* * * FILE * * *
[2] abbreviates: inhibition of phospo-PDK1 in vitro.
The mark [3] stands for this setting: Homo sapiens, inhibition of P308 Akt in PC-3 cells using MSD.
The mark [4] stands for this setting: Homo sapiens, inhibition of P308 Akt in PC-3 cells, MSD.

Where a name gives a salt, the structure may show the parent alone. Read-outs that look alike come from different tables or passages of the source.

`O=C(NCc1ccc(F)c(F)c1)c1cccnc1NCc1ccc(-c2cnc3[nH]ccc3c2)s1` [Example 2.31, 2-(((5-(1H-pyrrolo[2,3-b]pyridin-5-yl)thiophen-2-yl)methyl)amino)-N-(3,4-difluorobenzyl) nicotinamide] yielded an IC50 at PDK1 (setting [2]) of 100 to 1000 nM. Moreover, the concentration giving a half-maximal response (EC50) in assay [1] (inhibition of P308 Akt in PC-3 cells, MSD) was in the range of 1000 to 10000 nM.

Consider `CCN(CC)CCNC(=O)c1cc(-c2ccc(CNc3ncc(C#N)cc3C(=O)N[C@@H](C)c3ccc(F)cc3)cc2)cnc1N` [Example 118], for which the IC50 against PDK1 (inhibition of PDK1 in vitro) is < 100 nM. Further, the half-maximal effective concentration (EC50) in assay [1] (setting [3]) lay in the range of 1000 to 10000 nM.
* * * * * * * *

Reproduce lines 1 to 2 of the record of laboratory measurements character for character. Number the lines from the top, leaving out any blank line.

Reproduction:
[2] abbreviates: inhibition of phospo-PDK1 in vitro.
The mark [3] stands for this setting: Homo sapiens, inhibition of P308 Akt in PC-3 cells using MSD.